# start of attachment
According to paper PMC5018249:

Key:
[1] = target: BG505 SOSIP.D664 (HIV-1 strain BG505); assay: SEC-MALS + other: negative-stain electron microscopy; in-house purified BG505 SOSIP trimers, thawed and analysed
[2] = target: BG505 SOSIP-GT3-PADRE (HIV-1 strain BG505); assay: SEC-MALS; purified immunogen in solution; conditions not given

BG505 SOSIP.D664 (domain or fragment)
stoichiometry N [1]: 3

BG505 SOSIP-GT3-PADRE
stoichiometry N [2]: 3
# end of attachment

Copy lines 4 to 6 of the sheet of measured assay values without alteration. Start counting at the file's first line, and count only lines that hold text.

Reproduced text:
[2] = target: BG505 SOSIP-GT3-PADRE (HIV-1 strain BG505); assay: SEC-MALS; purified immunogen in solution; conditions not given

BG505 SOSIP.D664 (domain or fragment)
stoichiometry N [1]: 3